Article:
Me, I wish we could get back to the days when Americans were the good guys and could say "We do not torture" with a straight face. President Obama's ban on torture is a good start towards that goal.

    - Badtux the aint-that-evil Penguin

  3. Severity is wholly relevant in the U.N. Convention definition. You must be talking about Article 16, but the U.S. accepted that article with reservations. I see plenty of legal room for water boarding.

  4. I don't think you got my point of my last point. IF THERE IS ANY QUESTION WHETHER IT IS TORTURE, THE UNITED STATES SHOULD NOT BE DOING IT. Period. The America I grew up loving does not do anything that can even be *confused* with torture, because that is the America that is the home of the free and land of the brave, where we do not torture, period, and certainly not in the craven underwear-soiling manner that the U.S. tortured people these past few years.

    BTW, in case you missed it, the U.S. TORTURED SEVERAL PEOPLE TO DEATH during those past several years... including some poor slob cab driver who was guilty of nothing more than driving his cab at the wrong place and wrong time. That is the kinda shit that the U.S. does *NOT* need to be involved in, and any kind of statement that *any* kind of physical abuse of prisoners is permissible simply is not acceptable for the Land of the Free and the Home of the Brave. The Land of the Cowards and the Home of the Subjects, yeah. But that wasn't the America I grew up in... and I sure the hell hope it isn't the America I die in.

    ANYTHING THAT CAN BE CONFUSED WITH TORTURE IS UNACCEPTABLE. Period. We MUST have clean hands by any reasonable standard, or we are NOT America -- we are simply EVIL. Period. I will not argue with this. This is a matter of core morality on my part. If you defend torture OR ANYTHING THAT COULD BE CALLED TORTURE BY A REASONABLE MAN regardless of legal definitions, I'm sorry, I cannot agree with you, and I will not agree with you, and I will call you evil. PERIOD.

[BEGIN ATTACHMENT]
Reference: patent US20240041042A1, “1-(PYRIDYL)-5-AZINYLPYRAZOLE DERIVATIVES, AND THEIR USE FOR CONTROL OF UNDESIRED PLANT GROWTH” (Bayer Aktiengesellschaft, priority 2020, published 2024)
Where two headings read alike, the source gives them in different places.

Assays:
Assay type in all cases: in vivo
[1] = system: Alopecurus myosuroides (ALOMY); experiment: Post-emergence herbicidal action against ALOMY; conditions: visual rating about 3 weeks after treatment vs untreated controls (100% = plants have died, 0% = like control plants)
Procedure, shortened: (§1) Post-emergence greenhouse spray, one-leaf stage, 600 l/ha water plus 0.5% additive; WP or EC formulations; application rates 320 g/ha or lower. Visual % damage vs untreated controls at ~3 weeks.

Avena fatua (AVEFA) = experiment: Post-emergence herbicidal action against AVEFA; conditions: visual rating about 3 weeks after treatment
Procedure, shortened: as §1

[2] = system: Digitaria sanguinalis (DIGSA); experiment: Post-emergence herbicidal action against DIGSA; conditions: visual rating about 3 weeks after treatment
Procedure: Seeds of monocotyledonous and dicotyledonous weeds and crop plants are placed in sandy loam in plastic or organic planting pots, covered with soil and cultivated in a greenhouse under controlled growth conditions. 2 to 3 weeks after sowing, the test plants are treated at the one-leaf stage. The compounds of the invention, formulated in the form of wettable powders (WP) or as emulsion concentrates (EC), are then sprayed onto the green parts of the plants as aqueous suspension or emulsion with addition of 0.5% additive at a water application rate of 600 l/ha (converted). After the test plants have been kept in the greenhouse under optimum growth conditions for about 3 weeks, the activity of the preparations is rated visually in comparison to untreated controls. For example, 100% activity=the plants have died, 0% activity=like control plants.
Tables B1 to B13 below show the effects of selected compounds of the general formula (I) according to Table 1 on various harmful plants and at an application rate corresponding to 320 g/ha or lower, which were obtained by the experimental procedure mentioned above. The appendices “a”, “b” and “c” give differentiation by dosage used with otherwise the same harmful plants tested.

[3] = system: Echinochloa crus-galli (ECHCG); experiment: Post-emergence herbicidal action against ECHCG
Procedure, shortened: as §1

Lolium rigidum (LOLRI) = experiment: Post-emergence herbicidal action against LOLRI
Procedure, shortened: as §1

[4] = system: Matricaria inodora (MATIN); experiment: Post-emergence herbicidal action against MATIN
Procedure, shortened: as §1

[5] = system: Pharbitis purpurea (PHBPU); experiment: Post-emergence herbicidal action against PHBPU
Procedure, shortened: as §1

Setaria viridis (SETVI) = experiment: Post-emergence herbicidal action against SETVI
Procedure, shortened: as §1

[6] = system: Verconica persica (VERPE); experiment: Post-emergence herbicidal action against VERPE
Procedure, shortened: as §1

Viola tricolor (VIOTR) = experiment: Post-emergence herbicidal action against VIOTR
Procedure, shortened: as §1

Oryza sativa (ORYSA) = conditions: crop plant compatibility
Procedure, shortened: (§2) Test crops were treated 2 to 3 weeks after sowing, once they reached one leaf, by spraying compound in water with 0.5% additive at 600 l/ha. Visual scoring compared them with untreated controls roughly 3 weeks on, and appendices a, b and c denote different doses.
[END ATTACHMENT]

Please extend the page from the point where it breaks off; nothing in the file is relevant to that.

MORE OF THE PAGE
- Badtux the Not-evil Penguin

  5. I'm not inflexible. I see the virtue of the U.S.'s new torture policies. It will lead to less intelligence. But life is tough. I also see the virtue of the Bush policies. Hum, I thought only conservatives were supposed to see the world in Black and White. I think your position is a step function if I ever saw one.

    The country you grew up loving has used torture for quite some time. After reading this article I find Bush's policies the most humane of them all.

    u.s. torture history

  6. 2209
    What possible intelligence can be gained by torture?
    Simple answer - Absolutely NONE.
    Who says so? A great number of the people who were supposed to be interrogating people. Like the FBI. Like the military. People who actually got information from prisoners before they were tortured.
    So even if it was not stupid, ignorant and just plain wrong ALL the time, it does not get good information. In simple language - it does not work, unless you don't care about actually getting proper intelligence and only about covering your ass.
    IOW - I agree with you 100%
    This shit is not what I signed on for, either when I was in the military or as just a citizen.